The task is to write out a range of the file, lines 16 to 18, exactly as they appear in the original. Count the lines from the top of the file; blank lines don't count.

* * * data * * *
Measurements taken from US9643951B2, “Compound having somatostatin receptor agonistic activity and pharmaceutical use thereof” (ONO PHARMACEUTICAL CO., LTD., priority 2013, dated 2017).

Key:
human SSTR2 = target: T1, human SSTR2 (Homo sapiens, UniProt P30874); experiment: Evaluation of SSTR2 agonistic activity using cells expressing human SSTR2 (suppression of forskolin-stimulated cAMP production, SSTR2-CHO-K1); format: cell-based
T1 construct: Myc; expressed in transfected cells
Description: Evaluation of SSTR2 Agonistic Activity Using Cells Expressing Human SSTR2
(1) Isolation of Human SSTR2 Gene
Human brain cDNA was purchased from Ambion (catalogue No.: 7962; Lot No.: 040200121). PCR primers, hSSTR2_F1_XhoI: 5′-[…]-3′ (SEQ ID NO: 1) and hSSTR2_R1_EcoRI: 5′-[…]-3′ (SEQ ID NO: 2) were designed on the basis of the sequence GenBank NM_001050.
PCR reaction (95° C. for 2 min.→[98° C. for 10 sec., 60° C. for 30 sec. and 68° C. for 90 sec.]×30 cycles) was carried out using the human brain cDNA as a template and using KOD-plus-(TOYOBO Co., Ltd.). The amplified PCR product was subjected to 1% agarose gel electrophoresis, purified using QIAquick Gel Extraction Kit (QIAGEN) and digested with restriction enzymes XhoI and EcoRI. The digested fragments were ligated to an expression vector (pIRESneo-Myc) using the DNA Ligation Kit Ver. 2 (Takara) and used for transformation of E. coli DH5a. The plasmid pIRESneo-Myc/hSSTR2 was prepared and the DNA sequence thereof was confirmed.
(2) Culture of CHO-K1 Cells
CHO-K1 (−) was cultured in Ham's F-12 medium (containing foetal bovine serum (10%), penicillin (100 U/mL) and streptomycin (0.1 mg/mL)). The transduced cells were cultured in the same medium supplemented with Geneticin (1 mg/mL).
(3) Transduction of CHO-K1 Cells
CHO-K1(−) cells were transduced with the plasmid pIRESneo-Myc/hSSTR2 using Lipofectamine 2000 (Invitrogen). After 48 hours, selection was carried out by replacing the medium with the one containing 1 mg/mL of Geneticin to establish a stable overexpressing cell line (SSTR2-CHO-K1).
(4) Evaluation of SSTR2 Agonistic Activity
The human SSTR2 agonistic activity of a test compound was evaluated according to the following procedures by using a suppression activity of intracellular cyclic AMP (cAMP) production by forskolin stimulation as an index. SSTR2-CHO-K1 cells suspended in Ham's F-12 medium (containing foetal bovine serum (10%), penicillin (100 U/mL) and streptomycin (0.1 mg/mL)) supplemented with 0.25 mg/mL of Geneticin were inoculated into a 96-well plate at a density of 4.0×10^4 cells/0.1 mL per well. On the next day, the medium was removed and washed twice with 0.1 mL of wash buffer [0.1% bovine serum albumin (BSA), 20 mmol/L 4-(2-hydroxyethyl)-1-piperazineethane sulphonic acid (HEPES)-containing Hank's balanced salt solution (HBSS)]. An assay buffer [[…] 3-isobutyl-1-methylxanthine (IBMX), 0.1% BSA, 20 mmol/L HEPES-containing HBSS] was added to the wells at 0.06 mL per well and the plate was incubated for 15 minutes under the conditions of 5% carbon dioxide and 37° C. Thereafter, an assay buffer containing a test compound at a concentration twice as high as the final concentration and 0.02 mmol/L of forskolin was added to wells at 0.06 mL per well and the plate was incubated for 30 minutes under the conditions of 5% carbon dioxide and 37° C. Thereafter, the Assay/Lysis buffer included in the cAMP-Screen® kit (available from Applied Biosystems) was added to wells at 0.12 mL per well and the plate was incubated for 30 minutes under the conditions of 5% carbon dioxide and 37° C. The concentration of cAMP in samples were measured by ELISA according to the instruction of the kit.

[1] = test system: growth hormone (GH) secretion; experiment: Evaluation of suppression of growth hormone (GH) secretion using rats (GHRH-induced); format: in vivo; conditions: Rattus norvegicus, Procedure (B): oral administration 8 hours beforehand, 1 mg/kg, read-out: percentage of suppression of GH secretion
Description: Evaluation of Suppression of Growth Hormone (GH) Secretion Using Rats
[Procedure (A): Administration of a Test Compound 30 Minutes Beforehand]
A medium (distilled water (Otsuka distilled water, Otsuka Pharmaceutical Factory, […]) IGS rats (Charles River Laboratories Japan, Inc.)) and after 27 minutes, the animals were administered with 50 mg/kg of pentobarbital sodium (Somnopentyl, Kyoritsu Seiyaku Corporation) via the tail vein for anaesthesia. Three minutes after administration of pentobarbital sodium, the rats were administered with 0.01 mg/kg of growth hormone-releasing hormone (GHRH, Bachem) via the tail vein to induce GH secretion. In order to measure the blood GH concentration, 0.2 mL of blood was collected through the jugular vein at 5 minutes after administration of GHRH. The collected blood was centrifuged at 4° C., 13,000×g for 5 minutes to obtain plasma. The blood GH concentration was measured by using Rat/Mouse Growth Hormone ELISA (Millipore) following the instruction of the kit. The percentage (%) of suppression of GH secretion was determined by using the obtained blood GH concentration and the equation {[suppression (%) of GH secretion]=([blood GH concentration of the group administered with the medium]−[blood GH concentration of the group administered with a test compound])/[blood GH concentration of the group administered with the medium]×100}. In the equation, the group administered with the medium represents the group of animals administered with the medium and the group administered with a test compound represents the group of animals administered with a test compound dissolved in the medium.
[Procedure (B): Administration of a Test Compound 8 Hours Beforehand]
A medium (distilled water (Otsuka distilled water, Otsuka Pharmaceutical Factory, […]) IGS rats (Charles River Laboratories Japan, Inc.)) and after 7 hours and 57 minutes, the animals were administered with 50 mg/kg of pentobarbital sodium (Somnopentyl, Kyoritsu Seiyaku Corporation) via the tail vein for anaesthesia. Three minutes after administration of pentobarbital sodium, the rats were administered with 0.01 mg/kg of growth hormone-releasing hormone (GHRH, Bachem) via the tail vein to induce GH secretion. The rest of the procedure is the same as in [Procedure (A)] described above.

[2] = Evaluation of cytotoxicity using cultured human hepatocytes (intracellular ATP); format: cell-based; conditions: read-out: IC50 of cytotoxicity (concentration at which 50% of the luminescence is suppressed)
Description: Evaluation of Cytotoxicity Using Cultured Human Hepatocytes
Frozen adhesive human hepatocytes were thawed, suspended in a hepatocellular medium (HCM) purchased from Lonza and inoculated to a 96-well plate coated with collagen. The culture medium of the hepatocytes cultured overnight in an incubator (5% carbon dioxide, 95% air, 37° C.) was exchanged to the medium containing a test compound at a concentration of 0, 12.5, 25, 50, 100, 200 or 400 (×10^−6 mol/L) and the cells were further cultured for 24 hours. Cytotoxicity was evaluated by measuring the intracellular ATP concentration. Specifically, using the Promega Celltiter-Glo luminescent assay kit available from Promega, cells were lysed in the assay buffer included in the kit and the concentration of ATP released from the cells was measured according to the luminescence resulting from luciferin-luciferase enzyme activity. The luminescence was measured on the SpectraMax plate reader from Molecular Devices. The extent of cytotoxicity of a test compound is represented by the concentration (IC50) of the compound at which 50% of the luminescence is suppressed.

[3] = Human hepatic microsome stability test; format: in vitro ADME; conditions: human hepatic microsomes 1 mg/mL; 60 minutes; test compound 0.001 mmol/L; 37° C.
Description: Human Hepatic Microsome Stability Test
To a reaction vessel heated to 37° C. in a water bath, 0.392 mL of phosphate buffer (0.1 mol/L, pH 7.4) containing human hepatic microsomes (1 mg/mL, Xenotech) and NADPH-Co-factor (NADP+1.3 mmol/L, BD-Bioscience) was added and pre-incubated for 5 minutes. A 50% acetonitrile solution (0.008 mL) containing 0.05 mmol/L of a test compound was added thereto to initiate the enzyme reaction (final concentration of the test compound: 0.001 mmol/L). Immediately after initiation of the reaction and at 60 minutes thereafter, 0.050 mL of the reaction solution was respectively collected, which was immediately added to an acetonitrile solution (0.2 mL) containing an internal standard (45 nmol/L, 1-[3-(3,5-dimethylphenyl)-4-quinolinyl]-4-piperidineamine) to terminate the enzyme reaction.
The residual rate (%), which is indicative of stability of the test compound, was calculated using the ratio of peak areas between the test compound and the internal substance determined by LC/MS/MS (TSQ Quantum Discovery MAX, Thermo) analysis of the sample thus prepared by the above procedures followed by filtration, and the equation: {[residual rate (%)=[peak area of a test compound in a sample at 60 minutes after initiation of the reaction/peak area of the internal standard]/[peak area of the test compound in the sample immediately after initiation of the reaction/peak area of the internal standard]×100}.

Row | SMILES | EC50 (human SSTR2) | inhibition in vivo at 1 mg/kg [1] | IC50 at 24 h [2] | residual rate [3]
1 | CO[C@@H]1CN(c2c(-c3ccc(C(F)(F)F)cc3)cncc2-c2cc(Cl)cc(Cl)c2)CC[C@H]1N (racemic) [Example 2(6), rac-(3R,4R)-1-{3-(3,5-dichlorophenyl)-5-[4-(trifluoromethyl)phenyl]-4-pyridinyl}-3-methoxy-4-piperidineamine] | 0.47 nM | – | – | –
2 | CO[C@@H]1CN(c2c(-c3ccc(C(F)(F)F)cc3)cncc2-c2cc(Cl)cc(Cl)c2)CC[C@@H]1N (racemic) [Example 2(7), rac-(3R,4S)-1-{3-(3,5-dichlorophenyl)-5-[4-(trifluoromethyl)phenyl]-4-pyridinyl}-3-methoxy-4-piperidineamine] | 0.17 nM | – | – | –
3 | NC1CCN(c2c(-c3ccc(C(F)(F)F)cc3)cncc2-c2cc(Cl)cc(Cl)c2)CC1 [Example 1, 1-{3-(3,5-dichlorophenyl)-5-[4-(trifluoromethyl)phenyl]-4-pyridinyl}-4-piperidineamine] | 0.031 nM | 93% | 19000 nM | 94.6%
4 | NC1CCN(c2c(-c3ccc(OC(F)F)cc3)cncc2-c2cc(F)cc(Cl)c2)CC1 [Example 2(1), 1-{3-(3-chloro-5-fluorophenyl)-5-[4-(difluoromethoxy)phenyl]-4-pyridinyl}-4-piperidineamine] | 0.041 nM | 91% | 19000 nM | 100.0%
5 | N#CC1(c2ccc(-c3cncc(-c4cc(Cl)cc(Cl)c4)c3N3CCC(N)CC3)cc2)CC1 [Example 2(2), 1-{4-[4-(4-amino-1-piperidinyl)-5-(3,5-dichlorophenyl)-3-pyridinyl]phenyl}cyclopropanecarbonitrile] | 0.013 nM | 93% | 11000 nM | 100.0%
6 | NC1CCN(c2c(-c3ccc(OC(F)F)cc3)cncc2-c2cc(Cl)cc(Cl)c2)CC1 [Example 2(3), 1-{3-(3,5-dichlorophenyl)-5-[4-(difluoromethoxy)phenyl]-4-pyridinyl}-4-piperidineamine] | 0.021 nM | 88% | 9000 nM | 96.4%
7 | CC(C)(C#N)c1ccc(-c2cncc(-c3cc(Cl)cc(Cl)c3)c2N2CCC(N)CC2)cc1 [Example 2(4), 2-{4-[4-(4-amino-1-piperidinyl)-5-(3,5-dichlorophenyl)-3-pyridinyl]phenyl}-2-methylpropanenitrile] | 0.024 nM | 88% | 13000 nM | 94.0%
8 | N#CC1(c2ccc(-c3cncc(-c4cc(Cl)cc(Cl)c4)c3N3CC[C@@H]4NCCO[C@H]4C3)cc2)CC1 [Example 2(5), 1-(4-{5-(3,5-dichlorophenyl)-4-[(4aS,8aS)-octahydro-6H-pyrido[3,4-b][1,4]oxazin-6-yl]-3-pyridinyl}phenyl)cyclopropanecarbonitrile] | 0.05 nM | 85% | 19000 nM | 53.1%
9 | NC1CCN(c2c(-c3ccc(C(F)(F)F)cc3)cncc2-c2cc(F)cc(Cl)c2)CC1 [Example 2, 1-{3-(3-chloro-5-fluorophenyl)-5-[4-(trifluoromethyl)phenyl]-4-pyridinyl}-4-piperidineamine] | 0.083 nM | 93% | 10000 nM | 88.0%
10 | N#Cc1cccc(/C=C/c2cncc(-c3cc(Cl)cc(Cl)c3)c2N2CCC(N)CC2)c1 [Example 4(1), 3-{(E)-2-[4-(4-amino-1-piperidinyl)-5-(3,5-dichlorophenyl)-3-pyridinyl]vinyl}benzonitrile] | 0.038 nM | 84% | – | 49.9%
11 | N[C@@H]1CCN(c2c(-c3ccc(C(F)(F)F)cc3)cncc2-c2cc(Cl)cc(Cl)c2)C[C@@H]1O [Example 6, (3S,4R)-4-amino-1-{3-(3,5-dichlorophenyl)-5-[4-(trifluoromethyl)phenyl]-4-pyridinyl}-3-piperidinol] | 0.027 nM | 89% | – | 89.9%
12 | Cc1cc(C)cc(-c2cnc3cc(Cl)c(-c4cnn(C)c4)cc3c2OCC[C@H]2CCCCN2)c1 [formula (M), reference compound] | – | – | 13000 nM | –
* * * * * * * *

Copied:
Description: Evaluation of Suppression of Growth Hormone (GH) Secretion Using Rats
[Procedure (A): Administration of a Test Compound 30 Minutes Beforehand]
A medium (distilled water (Otsuka distilled water, Otsuka Pharmaceutical Factory, […]) IGS rats (Charles River Laboratories Japan, Inc.)) and after 27 minutes, the animals were administered with 50 mg/kg of pentobarbital sodium (Somnopentyl, Kyoritsu Seiyaku Corporation) via the tail vein for anaesthesia. Three minutes after administration of pentobarbital sodium, the rats were administered with 0.01 mg/kg of growth hormone-releasing hormone (GHRH, Bachem) via the tail vein to induce GH secretion. In order to measure the blood GH concentration, 0.2 mL of blood was collected through the jugular vein at 5 minutes after administration of GHRH. The collected blood was centrifuged at 4° C., 13,000×g for 5 minutes to obtain plasma. The blood GH concentration was measured by using Rat/Mouse Growth Hormone ELISA (Millipore) following the instruction of the kit. The percentage (%) of suppression of GH secretion was determined by using the obtained blood GH concentration and the equation {[suppression (%) of GH secretion]=([blood GH concentration of the group administered with the medium]−[blood GH concentration of the group administered with a test compound])/[blood GH concentration of the group administered with the medium]×100}. In the equation, the group administered with the medium represents the group of animals administered with the medium and the group administered with a test compound represents the group of animals administered with a test compound dissolved in the medium.